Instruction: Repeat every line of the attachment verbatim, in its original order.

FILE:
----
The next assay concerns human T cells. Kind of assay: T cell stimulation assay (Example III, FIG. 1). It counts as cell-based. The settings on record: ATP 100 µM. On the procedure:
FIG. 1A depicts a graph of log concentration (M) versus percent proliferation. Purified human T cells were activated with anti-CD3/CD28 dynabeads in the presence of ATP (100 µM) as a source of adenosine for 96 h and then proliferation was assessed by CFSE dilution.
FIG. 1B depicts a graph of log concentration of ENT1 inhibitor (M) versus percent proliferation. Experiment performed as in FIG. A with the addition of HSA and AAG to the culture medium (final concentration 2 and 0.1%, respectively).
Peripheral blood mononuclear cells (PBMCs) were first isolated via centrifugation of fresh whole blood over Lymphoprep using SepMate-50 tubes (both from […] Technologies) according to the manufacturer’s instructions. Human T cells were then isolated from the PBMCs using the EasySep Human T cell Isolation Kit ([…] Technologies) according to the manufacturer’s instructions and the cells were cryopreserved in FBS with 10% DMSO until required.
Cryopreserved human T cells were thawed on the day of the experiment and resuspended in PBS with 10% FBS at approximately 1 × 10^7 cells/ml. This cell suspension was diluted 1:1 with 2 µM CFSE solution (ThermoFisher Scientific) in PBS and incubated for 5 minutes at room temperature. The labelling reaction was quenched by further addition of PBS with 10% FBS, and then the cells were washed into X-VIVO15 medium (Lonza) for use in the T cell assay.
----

The next assay concerns human T cells. Kind of assay: T cell stimulation assay (Example III, FIG. 1). It counts as cell-based. The settings on record: ATP 100 µM. On the procedure:
FIG. 1A depicts a graph of log concentration (M) versus percent proliferation. Purified human T cells were activated with anti-CD3/CD28 dynabeads in the presence of ATP (100 µM) as a source of adenosine for 96 h and then proliferation was assessed by CFSE dilution.
FIG. 1B depicts a graph of log concentration of ENT1 inhibitor (M) versus percent proliferation. Experiment performed as in FIG. A with the addition of HSA and AAG to the culture medium (final concentration 2 and 0.1%, respectively).
Peripheral blood mononuclear cells (PBMCs) were first isolated via centrifugation of fresh whole blood over Lymphoprep using SepMate-50 tubes (both from […] Technologies) according to the manufacturer’s instructions. Human T cells were then isolated from the PBMCs using the EasySep Human T cell Isolation Kit ([…] Technologies) according to the manufacturer’s instructions and the cells were cryopreserved in FBS with 10% DMSO until required.
Cryopreserved human T cells were thawed on the day of the experiment and resuspended in PBS with 10% FBS at approximately 1 × 10^7 cells/ml. This cell suspension was diluted 1:1 with 2 µM CFSE solution (ThermoFisher Scientific) in PBS and incubated for 5 minutes at room temperature. The labelling reaction was quenched by further addition of PBS with 10% FBS, and then the cells were washed into X-VIVO15 medium (Lonza) for use in the T cell assay.